Hair has always been an issue for me. Well, not always. Until I hit puberty, around twelve years old, my hair was brown and straight and not particularly worthy of attention. Then along came adolescence. My hair went wild. All over. The hair on my head grew wiry and frizzy. The hair on my legs gradually became dark and too thick to ignore. To my horror, I grew a faint mustache.
In middle school and high school, I spent hours dealing with my hair. Twice a week, I tamed the stuff on my head with plastic rollers the size of soup cans. (Remember, this was the 1960s, when long, straight hippie hair was cool.) It took more than an hour under the hair dryer to achieve the final smoothness. In between washings, I’d clip it around my head at night to stop the frizzy waves.
When I was in ninth grade, all that effort went for naught because I had swimming for first period P.E. It was some kind of cruel test for freshmen. The required bathing caps weren’t much help. I went through the rest of the day with frizzy hair and smelling like chlorine.
To deal with the mustache, I used a bleaching cream. And I shaved and shaved my legs.
So much hair.
So much time spent managing it.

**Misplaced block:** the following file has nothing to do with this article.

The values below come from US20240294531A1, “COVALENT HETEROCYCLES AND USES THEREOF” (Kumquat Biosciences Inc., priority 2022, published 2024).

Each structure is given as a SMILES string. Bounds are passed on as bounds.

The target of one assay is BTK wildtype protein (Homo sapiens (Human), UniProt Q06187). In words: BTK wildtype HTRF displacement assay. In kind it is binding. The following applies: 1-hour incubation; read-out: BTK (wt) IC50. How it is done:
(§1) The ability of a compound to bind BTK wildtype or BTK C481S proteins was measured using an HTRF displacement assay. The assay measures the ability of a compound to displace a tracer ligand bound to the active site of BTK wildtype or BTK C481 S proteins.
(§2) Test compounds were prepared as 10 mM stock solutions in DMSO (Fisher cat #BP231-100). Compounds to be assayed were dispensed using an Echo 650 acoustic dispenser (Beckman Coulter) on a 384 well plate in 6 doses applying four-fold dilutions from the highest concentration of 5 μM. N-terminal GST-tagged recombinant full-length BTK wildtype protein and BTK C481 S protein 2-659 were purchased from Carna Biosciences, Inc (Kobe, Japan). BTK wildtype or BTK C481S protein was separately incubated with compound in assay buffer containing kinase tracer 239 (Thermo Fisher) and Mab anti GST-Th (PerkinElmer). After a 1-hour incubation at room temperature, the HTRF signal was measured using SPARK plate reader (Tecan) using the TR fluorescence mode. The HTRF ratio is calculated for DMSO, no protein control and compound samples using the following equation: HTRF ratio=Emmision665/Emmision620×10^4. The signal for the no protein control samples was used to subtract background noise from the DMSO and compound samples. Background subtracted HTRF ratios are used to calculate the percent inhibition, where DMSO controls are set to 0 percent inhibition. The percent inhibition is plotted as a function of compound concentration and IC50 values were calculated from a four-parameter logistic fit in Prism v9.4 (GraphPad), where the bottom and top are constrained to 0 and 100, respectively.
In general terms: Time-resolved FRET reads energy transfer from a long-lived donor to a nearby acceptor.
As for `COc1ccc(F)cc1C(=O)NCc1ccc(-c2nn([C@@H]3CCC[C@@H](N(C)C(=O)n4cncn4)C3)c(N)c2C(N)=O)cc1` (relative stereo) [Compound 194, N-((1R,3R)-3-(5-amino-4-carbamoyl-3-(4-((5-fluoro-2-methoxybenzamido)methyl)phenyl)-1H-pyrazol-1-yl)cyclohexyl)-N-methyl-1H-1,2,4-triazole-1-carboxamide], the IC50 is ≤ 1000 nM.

Three years ago, in Spain, I had my hair cut really short. I was 66. It’s been the best choice regarding hair that I have made in years. Wash and wear. No blow-dry, no rollers or ties or scrunchies or clips. Whew.
That was the good aspect of aging, getting brave and practical about how much of my remaining time I chose to spend fussing with my hair.
But there’s a not-so-good aspect to aging and hair. The stuff just keeps on sprouting! In the weirdest places, too. Now I have to check my nose and my eyebrows and chin for rogue hairs. Some are white and stand out defiantly. And I’ve acquired a light layer of blond fuzz all over my cheeks. It takes diligent daily effort to keep everything mowed and pruned.
God laughs and shakes an admonishing finger. “One place or another, you’re gonna have hair.”